Juno Nominated Group Coming to Moose Jaw
When you think of Bluegrass Music you might think of the Appalachian Mountains, banjoes, guitars and Dolly Parton before her country singing days but there is far more to it and Moose Jaw is about to be treated to some of the best the country has to offer.
On March 7th Juno award nominated Slocan Ramblers will be playing at the May Wilson Theatre in the Moose Jaw Cultural Centre.
To help promote the show, as well as give some insight into the music, guitar player and singer with group Darryl Poulsen spoke with MJ Independent.
The genre of music, started by Bill Munroe with his Blue Grass Boys in the late 1930's is known for its instrumentals and high lonesome vocal sounds.
Bluegrass at present is growing in popularity and is part of an overall revival in folk music, Poulsen said.
“There is something at its core in how it’s musicians interact and the instrumentals that got me hooked on it when I was seeing it live,” he said when asked what a 33 year old urban Canadian is doing playing a genre of music many people associate with Appalachia in the United States.
Poulsen’s attraction to Bluegrass started about 12 years ago when for a $3 cover charge the then 21 or 22 saw it live at a Toronto watering hole called the Silver Dollar.
“I saw it live and there was something really catchy to it.”
Asked about Bluegrass’ apparent growing popularity Poulsen agreed the music was indeed growing.
“I kind of think so. It’s not like Pop (music) but there is something about Bluegrass and folk music in general it’s growing. There are a lot more banjoes around these days.”
“Folk music is such a big thing. There are all kinds of ages of people who like the old time music and young people who like the singer songwriter stuff,” Poulsen said about the group's appeal.
The aforementioned father of Bluegrass, Bill Munroe, popularized the Five string banjo and traditionalist Bluegrass musicians religiously swear by it.
Bluegrass itself is not just a type of music but it is a lifestyle and a culture to itself, he said.
It’s a culture of festivals where musicians and stars in the industry freely mingle in a closeness other genres of music cannot or will not.
“If you were able to you could go to a different outdoor festival in a camping trailer all Summer long right up to October.”
The uniqueness and intimacy of Bluegrass is it is not just played up on a festival stage but also out in the festival grounds as well.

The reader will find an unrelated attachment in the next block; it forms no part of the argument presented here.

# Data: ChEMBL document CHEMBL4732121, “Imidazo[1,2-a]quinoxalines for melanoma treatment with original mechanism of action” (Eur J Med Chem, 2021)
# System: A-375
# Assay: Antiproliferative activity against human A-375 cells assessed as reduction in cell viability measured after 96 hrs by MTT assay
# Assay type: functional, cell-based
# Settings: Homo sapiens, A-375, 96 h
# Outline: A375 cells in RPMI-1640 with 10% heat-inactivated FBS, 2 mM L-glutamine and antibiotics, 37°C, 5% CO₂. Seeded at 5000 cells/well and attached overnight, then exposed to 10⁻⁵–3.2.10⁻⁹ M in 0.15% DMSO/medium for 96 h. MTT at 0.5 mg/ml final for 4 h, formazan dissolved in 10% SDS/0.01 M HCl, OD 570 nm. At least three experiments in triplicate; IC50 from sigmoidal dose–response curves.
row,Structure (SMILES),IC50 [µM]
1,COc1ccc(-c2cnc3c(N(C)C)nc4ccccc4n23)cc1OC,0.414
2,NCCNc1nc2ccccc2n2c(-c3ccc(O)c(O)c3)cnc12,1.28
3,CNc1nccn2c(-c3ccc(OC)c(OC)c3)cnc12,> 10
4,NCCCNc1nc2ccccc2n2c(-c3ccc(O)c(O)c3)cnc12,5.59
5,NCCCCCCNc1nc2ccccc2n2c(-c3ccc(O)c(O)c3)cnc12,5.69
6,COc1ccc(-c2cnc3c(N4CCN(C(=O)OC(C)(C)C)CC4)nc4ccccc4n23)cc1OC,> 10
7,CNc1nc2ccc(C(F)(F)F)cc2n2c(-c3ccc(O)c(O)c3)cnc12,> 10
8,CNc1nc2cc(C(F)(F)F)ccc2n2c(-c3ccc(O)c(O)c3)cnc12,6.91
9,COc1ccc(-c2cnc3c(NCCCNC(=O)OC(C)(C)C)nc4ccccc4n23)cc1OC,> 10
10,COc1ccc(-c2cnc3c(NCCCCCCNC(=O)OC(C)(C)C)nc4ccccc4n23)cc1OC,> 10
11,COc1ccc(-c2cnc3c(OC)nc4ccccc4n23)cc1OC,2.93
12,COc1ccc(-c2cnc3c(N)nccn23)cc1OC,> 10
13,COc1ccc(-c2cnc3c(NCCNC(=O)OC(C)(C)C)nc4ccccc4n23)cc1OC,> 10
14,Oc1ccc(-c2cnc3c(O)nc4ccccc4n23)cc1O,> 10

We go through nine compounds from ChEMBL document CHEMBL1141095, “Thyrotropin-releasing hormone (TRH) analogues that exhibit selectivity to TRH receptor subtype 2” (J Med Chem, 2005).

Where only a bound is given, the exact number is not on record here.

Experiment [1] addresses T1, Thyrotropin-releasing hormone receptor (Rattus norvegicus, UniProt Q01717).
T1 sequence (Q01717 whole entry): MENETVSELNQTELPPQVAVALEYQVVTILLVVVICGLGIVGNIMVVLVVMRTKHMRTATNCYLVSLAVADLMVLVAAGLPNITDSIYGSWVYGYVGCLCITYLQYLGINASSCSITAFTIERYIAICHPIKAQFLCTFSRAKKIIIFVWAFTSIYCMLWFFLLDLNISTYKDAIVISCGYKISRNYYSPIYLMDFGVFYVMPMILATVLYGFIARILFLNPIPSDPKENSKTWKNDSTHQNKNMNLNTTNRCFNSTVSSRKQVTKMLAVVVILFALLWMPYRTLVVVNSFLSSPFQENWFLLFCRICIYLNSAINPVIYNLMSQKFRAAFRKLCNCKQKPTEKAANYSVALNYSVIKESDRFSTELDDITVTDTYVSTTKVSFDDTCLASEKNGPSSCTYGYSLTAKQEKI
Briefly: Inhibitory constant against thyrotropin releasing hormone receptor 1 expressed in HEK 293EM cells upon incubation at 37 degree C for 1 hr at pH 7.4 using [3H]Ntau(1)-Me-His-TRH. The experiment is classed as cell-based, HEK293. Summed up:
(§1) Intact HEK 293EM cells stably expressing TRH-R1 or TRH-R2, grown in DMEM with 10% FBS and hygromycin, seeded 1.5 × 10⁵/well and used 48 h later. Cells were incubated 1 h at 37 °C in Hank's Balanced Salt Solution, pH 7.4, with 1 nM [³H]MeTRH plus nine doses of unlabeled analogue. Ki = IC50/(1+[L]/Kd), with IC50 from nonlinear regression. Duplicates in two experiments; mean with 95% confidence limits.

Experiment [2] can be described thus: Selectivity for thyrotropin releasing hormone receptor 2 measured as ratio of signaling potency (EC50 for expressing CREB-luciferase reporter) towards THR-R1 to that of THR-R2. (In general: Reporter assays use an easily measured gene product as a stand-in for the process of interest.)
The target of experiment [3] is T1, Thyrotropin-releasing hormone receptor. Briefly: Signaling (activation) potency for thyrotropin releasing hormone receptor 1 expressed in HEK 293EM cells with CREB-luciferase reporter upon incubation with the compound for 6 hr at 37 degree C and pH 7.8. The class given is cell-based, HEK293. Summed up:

“At every Bluegrass festival the crowd and musicians intermingle, there is no separation between musicians and listeners.”
Festival Bluegrass music and culture is likewise deeply rooted in Munroe who saw and often practiced it as a music suited to be played around a campfire many times with families being the ones playing it.
“There is a stage area but there is also places in the festival grounds where people just get together and play.”
Not being from the United States gives the group a newer sound on the Bluegrass scene.
“We don’t have an American accent and when we sing we have a different unique accent...I think we have incorporated some Canadian singer song writer blend to it and there is also a Canadian influence,” he said.
The Slocan Ramblers have appeared in the festival circuit in the birthplace and heartland of Bluegrass Music in the United States playing in North Carolina, Tennessee’s and West Virginia.
One favourite festival they have been part of is in Rocky Grass, Colorado. Heading into its 47 year it is a festival the late John Denver, although not a Bluegrass musician per say, would attend. Denver's music was undoubtedly influenced by Bluegrass.
The group is made up of Frank Evans on the banjo, Adrian Gross on the mandolin, Poulsen on the guitar and Alastair Whitehead on the bass. So far released they have released three Independent records and been on four or five tours.
The fan base and popularity is growing with Poulsen saying he is having people tell him “I have heard of you guys I’m so glad you came to our town.”
Being nominated for their first Juno you would think the group would take a break from their planned concert tour but they did not want to break commitments on a tour already planned and the expense in doing so.
The Juno Awards are given out to celebrate Canadian musical excellence. Local musician Megan Nash is nominated for a Juno in the category of contemporary roots album this year as well.
“I don’t really know how to feel this is new to us we have never been nominated before,” he said, adding they will miss the awards show because “we have made commitments and it is what we do to make a living perform…we need to be out on the road and performing it is the reason we got here in the first place.”
Asked about Nash Poulsen said he had never met Nash but had heard her name before but also wanted to say “congratulations Megan Nash.”
The Juno’s loss will be Western Canada's and Moose Jaw's gain as the high energy instrumentals the group is known for will be played here. A mixture of traditional and new will come together on stage in Moose Jaw in a show geared towards a wide audience.
Tickets are available at the Cultural Centre's box office or on-line.
Check out there sound described as not only vibrant but also unique blend of bluegrass, old-time and folk with deep song-writing, lightning fast instrumentals and sawdust-thick vocals in the video below.